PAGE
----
If you use Office 365's webmail interface to prevent email recipients from seeing your local IP address, you are out of luck. When sending email through Office 365, your local IP address will be injected into the message as an extra mail header.
Operating a web site and focusing on infosec related topics has made me a paranoid person. This leads me to send replies to stranger's emails via webmail so I do not expose my local IP address for security and to protect my privacy.
It turns out that if you have been using the Office 365 webmail interface to hide your IP address, you are not hiding anything.
When sending an email via Office 365 (https://outlook.office365.com/), the service will inject an additional mail header into the email called
x-originating-ip that contains the IP adress of the connecting client, which in this case is your local IP address.
authentication-results: spf=none (sender IP is ) firstname.lastname@example.org x-originating-ip: [23.xx.xx.xx] x-ms-publictraffictype: Email
BleepingComputer tested the webmail interfaces for Gmail, Yahoo, AOL, Outlook.com (https://outlook.live.com), and Office 365.
None of the webmail interfaces other than Office 365 injected the user's local IP address, which is what most have come to expect when using webmail.
If you are using Office 365's webmail interface and wish to keep your local IP address private, at this point you will need to connect to the webmail using a a VPN or Tor. This will cause the services's IP address to be injected into the email rather than your local one.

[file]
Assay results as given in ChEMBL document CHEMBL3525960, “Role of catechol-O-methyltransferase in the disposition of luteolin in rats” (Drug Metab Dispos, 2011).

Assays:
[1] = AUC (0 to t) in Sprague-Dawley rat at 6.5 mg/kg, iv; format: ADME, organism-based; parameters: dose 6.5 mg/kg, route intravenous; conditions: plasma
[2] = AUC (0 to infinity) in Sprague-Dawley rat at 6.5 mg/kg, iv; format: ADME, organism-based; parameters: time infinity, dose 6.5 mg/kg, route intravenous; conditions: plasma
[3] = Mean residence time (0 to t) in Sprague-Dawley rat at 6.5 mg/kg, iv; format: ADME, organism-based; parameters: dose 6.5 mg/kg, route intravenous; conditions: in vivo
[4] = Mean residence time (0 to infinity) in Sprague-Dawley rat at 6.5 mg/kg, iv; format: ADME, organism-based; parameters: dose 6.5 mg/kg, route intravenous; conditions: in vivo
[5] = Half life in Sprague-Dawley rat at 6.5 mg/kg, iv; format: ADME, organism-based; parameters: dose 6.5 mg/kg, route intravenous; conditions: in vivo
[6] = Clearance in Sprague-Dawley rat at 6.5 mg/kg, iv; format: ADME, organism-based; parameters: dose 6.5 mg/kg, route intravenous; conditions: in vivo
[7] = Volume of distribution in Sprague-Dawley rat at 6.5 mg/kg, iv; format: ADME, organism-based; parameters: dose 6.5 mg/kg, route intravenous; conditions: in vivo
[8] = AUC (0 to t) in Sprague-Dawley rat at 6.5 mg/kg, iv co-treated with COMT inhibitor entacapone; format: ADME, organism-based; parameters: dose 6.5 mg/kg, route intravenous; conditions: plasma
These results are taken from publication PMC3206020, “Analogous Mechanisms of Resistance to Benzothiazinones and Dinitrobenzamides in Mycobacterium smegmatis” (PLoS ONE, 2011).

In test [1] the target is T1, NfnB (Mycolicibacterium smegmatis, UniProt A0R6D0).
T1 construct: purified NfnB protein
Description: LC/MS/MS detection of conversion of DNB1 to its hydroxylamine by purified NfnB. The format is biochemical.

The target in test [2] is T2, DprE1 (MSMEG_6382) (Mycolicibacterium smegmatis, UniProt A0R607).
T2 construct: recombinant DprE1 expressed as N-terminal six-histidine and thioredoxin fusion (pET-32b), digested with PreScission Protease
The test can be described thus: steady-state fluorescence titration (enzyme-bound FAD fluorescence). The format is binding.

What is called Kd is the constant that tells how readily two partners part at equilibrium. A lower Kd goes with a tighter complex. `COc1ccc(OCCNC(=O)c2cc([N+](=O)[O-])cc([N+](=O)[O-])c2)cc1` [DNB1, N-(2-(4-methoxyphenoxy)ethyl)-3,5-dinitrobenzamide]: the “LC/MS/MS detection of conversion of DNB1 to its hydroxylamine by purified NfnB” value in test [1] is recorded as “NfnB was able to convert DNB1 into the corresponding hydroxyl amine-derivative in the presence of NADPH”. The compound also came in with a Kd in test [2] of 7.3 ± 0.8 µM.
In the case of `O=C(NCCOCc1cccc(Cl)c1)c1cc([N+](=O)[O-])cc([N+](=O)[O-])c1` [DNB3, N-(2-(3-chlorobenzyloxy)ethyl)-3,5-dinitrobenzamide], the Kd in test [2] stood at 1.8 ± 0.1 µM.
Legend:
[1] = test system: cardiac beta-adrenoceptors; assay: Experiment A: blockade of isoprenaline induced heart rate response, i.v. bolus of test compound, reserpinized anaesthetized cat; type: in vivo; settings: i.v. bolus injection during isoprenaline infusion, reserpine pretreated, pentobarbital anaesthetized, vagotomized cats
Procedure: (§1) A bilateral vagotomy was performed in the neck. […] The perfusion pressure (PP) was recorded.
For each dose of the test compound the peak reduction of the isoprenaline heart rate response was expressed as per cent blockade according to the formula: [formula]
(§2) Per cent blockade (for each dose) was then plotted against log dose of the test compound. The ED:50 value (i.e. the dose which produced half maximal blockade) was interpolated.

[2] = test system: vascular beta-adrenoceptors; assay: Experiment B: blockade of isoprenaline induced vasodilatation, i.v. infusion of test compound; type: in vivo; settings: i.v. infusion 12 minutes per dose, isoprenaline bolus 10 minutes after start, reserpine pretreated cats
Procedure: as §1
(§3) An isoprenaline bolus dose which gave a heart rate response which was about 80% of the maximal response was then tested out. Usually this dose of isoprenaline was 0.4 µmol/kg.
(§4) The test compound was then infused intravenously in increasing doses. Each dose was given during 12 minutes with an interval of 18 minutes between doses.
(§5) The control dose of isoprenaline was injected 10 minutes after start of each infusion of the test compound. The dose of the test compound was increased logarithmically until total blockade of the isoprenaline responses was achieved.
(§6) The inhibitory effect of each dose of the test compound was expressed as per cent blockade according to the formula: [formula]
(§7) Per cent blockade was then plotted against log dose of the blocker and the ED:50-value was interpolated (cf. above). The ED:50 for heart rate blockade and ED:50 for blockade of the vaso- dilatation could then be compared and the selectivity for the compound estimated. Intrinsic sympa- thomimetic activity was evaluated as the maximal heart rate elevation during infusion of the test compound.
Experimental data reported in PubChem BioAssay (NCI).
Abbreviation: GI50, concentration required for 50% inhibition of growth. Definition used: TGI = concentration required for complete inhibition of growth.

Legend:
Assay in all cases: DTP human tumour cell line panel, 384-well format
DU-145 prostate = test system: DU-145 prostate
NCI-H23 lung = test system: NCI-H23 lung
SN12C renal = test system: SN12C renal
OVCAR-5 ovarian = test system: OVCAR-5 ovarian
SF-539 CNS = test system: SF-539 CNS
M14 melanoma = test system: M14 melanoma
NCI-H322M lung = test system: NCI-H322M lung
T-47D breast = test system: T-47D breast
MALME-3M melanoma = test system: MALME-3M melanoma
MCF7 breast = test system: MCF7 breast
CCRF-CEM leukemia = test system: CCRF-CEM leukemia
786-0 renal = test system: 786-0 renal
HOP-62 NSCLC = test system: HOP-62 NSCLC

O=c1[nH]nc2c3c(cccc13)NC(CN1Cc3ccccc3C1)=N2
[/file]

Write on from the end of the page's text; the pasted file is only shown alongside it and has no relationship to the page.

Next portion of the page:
According to responses in Microsoft answers forums, Microsoft removed the x-originating-ip header field in 2013 from Hotmail to offer their users more security and privacy
"Please be informed that Microsoft has opted to mask the X-Originating IP address. This is a planned change on the part of Microsoft in order to secure the well-being and safety of our customers."
For Office 365, who caters to the enterprise, this header was intentionally left in so that admins could search for email that has been sent to their organization from a particular IP address. This is especially useful for finding the location of a sender in the event an account has been hacked.
For Office 365 admins who do not wish to continue using this header, you can create a new rule in the Exchange admin center that removes the header.
For security and auditing purposes, it is probably a wiser choice to keep it enabled.
H/T Jason Lang